We spent the weekend picking mushrooms. I’m not sure how many cultures in the world actually do this; I’ve heard hat for example Germans don’t care for this eatable fungus and the only people in German forests picking mushrooms are Poles and former Yugoslavians. My friends from the Polish community in L.A. are also the only people I’ve ever heard of picking mushrooms in the States; not in SoCal where it’s too dry, but up north near Mammoth Lakes or even higher into Oregon and Washington state.
We rented a cabin about a three hour drive from Wrocław. My cousin Piotrek and his wife set up this trip and we were joined by another couple at the spot. It was a cozy little place where jokes, drinks, and vodka poured all night. But early the very next morning everyone, well, almost everyone, was up and ready to go shroom pickin’.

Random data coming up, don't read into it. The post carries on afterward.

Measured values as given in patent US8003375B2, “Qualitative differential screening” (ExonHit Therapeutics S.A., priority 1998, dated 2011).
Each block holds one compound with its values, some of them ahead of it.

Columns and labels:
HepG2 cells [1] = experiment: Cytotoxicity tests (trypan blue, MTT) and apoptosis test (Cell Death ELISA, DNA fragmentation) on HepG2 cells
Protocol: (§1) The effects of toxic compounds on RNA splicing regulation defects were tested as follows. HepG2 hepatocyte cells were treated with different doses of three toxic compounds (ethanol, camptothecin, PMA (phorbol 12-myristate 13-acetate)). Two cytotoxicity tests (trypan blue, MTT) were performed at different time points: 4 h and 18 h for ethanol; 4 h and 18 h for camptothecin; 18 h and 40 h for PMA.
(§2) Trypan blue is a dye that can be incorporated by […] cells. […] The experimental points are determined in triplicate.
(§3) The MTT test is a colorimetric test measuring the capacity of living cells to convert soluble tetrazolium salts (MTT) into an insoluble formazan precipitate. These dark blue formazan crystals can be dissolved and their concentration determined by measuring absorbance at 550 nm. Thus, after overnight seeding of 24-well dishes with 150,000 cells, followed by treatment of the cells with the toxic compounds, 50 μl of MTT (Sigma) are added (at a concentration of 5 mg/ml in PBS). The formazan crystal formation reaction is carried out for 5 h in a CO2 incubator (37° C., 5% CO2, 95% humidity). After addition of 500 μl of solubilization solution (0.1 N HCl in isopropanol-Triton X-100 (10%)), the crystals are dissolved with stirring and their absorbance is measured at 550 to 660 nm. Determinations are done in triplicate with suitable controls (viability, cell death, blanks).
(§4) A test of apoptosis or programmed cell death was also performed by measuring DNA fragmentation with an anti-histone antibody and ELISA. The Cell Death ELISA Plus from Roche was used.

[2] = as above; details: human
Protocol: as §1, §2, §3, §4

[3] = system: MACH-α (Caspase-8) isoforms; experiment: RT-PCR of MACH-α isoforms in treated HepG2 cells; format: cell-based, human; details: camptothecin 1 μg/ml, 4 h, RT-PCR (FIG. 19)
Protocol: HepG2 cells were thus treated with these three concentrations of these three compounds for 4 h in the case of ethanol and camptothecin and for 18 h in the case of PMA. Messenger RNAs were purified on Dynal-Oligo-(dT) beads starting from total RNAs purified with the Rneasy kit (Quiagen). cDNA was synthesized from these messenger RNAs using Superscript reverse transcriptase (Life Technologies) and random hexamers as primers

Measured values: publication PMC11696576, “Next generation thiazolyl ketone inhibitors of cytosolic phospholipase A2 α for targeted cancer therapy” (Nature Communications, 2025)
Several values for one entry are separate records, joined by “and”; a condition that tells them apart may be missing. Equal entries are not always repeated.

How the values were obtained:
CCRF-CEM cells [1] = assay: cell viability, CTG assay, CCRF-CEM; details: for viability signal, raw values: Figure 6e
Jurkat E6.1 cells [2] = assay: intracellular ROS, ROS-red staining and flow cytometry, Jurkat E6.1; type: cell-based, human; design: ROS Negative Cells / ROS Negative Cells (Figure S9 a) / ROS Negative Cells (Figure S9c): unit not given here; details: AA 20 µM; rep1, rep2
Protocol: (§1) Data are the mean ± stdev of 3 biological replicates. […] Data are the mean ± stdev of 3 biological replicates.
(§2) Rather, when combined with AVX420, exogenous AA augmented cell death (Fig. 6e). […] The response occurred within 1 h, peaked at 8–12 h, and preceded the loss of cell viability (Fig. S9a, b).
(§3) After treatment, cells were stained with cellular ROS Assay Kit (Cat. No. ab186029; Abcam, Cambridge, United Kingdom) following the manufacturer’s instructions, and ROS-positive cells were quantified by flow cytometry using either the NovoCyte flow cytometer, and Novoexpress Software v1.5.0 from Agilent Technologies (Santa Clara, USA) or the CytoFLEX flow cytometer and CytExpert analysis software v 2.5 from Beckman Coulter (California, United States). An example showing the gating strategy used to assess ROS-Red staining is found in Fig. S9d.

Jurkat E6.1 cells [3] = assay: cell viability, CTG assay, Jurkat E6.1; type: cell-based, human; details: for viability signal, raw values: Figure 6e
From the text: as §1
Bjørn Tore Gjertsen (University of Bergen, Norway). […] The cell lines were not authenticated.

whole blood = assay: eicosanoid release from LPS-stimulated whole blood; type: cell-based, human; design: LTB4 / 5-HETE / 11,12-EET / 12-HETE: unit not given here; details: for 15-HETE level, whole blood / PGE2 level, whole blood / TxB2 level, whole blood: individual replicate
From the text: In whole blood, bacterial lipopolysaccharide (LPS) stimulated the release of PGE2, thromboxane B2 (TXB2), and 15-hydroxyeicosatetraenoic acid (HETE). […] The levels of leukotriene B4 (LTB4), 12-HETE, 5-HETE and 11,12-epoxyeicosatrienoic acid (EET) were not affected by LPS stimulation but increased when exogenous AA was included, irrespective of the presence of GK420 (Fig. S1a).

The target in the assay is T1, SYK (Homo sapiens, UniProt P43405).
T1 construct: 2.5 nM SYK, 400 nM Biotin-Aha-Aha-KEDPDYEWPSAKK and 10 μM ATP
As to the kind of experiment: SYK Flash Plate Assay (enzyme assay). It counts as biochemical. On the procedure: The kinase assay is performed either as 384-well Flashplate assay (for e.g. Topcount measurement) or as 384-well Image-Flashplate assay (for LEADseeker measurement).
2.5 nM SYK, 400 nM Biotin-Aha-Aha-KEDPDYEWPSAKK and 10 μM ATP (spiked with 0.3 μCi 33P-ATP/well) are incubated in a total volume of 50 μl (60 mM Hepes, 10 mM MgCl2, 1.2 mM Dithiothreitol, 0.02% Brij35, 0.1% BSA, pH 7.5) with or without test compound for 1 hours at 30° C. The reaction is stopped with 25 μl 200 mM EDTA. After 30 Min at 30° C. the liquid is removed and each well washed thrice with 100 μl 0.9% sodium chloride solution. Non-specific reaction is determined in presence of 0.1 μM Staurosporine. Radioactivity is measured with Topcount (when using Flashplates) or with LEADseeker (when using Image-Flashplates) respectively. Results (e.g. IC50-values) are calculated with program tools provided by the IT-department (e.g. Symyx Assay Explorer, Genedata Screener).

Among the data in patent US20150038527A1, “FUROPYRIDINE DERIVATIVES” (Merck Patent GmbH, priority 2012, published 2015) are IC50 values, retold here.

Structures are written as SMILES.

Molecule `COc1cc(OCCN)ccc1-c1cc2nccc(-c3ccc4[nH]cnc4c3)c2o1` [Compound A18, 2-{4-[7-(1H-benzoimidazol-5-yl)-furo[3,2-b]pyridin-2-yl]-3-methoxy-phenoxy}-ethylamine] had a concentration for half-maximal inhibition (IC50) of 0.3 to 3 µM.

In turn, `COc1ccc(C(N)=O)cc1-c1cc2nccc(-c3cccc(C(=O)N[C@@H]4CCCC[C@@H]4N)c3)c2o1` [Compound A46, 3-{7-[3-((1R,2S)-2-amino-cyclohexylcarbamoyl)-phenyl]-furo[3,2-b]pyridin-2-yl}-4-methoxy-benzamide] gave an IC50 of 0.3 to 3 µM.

This was my very first time searching for mushrooms and I was very careful to first show my findings to someone who knew it from good or bad. I think this is another one of those big oddities of nature by the way; all of the biggest, most colorful and most beautiful mushrooms in the forest are fatal if eaten. This sucks! We were left looking for the brownish, grayish, odd looking things if a forest of beautiful shrooms. It’s not fair! But I’d rather live than have one of them good looking mushrooms for dinner. Every year there are several deaths recorded in Poland due to mushroom poisoning.
Took us about eight hours total on three trips trough the forest to pick enough mushrooms to last me till next year. It will be nice to have Christmas dinner with a mushroom soup and ‘pierogi’ stuffed with mushrooms that I myself have picked. I suppose it’s the simple things in life that bring joy. Mushroom season is almost over though. Karolina’s grandmother explained to me that after the first full-moon during the season you won’t find a single mushroom in the forest. So hurry if you’re still in need of some shrooms, but remember; all mushrooms are eatable, but some of them only once!